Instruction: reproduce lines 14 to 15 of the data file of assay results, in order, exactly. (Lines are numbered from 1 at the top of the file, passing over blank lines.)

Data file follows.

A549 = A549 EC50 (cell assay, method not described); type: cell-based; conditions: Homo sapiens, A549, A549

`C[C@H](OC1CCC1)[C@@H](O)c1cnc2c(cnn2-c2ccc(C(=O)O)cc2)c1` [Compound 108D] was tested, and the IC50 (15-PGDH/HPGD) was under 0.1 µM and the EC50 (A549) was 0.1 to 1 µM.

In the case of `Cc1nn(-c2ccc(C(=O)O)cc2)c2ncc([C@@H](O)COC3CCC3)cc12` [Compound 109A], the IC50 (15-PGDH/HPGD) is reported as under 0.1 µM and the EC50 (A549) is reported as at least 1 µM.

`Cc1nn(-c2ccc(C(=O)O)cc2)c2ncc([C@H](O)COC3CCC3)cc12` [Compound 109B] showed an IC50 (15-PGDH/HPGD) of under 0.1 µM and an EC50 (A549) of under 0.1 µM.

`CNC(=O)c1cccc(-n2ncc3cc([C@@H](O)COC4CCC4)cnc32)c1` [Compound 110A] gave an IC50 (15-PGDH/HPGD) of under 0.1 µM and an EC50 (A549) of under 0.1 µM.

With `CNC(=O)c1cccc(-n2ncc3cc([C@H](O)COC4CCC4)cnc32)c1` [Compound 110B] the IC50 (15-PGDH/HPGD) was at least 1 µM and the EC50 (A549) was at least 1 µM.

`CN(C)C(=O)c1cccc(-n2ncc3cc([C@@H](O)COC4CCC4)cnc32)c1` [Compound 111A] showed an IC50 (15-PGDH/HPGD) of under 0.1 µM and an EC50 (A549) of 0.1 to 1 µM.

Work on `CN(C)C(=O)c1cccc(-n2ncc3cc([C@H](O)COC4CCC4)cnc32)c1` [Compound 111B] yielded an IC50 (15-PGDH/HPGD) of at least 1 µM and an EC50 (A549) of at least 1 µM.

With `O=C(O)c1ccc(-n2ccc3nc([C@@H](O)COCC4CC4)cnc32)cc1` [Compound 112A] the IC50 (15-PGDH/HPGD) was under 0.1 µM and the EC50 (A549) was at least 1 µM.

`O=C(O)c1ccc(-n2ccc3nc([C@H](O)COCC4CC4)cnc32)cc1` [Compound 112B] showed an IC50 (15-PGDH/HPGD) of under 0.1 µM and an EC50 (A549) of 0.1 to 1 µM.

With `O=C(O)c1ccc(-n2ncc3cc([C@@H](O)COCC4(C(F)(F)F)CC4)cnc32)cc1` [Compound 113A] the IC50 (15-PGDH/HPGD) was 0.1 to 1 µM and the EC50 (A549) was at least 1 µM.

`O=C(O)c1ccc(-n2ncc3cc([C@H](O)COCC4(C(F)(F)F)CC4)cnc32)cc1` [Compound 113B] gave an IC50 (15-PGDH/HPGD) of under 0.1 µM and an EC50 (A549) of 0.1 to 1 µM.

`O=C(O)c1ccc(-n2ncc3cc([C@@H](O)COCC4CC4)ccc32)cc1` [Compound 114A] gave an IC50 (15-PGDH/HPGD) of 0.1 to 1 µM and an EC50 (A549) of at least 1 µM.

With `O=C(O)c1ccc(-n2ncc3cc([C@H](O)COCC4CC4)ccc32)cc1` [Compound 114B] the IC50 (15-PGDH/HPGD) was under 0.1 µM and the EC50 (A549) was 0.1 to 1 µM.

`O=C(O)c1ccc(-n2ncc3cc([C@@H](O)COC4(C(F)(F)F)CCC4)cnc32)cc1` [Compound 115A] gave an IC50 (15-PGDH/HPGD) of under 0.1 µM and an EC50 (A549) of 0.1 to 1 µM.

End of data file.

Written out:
With `O=C(O)c1ccc(-n2ncc3cc([C@H](O)COCC4CC4)ccc32)cc1` [Compound 114B] the IC50 (15-PGDH/HPGD) was under 0.1 µM and the EC50 (A549) was 0.1 to 1 µM.

`O=C(O)c1ccc(-n2ncc3cc([C@@H](O)COC4(C(F)(F)F)CCC4)cnc32)cc1` [Compound 115A] gave an IC50 (15-PGDH/HPGD) of under 0.1 µM and an EC50 (A549) of 0.1 to 1 µM.